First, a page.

Chimamanda Ngozi Adichie: Changing men and opening doors

By Sherie Ryder
BBC UGC and Social News

  • Published
Chimamanda Ngozi Adichie
Image caption,
Adichie is the author of Why We Should All Be Feminists

Nigerian novelist and storyteller Chimamanda Ngozi Adichie's appearance on US TV programme The Daily Show has seen thousands of people commenting on the role of men within feminism, and when to hold open a door for somebody or not.

Since talking to the show's host Trevor Noah on Thursday evening about why men are important for the feminist movement, Adichie has been trending on Twitter in Nigeria, with reaction to her remarks tweeted over 41,000 times at time of writing.

"Men have to be on board," said Adichie. "Because we share the world."

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As the author of Why We Should All Be Feminists, published in 2014 and based on her TED talk in 2012 which has been viewed more than 1.7 million times, her comments should not be a surprise.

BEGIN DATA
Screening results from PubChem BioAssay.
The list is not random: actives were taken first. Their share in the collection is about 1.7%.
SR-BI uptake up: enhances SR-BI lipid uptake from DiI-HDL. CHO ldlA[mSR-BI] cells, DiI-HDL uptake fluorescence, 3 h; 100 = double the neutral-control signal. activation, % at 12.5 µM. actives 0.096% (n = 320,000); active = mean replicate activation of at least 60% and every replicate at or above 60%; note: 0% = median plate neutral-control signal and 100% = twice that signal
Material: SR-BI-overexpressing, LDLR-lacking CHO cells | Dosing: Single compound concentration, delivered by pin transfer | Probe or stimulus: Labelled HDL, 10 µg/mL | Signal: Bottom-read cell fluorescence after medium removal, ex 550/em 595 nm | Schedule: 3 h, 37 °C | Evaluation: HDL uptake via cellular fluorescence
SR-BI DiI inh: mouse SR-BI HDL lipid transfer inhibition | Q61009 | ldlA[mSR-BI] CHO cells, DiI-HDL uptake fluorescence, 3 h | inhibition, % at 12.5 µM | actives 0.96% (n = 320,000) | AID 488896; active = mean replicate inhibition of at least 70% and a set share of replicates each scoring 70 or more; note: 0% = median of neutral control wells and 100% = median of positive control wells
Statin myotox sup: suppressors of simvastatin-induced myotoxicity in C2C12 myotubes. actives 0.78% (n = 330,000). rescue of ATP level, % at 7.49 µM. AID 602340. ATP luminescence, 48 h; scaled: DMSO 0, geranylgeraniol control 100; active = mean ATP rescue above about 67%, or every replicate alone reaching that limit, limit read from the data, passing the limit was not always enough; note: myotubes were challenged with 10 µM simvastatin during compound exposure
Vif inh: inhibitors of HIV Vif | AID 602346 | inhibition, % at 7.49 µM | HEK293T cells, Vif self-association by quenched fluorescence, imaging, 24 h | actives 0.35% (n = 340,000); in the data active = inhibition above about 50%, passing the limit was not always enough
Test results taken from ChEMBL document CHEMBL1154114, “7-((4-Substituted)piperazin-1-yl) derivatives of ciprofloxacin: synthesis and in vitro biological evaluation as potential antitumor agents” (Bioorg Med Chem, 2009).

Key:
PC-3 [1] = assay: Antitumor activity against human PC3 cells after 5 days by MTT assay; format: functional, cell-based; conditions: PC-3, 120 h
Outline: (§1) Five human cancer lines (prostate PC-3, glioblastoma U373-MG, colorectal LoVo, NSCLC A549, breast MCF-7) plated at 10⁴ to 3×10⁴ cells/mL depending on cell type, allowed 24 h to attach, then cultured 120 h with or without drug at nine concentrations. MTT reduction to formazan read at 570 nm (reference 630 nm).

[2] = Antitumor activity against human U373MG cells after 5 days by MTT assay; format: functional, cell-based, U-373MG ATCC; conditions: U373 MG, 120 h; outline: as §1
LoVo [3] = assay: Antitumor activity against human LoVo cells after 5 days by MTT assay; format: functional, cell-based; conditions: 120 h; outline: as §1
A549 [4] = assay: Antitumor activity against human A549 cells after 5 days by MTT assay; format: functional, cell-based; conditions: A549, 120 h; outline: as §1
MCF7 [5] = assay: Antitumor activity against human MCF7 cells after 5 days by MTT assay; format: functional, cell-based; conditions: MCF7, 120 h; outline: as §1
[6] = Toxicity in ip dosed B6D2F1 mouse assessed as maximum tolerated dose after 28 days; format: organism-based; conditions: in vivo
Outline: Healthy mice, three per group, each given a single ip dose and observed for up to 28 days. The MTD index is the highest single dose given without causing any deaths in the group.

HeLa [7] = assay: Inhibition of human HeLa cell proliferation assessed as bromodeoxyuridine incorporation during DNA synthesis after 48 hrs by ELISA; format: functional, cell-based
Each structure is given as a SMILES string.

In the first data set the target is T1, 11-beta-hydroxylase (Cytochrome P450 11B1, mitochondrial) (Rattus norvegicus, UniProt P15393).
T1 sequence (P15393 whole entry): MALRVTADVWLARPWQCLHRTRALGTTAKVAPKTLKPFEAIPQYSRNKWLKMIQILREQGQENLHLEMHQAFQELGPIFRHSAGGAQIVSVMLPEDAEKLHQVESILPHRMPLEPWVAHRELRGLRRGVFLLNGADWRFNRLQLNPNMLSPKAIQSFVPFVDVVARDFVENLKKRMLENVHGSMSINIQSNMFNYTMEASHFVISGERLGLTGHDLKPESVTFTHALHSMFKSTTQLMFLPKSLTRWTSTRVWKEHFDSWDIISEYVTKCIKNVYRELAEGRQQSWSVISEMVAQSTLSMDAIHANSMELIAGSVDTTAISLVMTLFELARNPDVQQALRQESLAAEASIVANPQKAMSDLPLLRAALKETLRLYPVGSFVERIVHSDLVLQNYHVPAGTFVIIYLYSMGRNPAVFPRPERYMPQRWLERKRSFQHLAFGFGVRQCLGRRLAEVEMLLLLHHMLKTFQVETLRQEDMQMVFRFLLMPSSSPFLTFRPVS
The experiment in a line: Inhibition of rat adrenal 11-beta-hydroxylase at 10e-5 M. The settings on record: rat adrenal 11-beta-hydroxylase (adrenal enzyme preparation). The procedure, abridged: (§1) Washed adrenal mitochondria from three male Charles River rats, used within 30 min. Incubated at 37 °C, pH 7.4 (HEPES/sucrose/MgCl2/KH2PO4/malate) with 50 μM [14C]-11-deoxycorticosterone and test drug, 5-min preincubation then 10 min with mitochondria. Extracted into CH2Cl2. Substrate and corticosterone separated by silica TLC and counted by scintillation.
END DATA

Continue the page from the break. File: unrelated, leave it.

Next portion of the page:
However, many people have responded to Adichie's comments on etiquette between genders.

Adichie explained she was happy for people to hold the door for her but hoped "they're not doing it for this idea of chivalry," as it could imply weakness on the woman's part. However, Nigerian student Tade Derhbi suggested: "Hold the door for everyone. It's plain courtesy".

The BBC is not responsible for the content of external sites.View original tweet on Twitter

One fan of Adiche's work, Chabala Kapoya, also disagreed with the author about doors being opened for her, saying she is not weak but it was "really nice and cute when someone does it".

The BBC is not responsible for the content of external sites.View original tweet on Twitter

Nigerian lawyer Rotimi Ibitoye said Adichie was going through a "Kanye phase" by "rebelling against the status quo," and pointed out that even animals have gender roles: "A female lion hunts for food and the male protects the pride".

The BBC is not responsible for the content of external sites.View original tweet on Twitter

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Onye Nku applauded Adichie for saying chivalry was sexist, and describes her as "an icon."

The BBC is not responsible for the content of external sites.View original tweet on Twitter

Meanwhile, Nigerian blogger Ivie summarised what was discussed in the interview, but said the media would distort Adichie's points.

The BBC is not responsible for the content of external sites.View original tweet on Twitter

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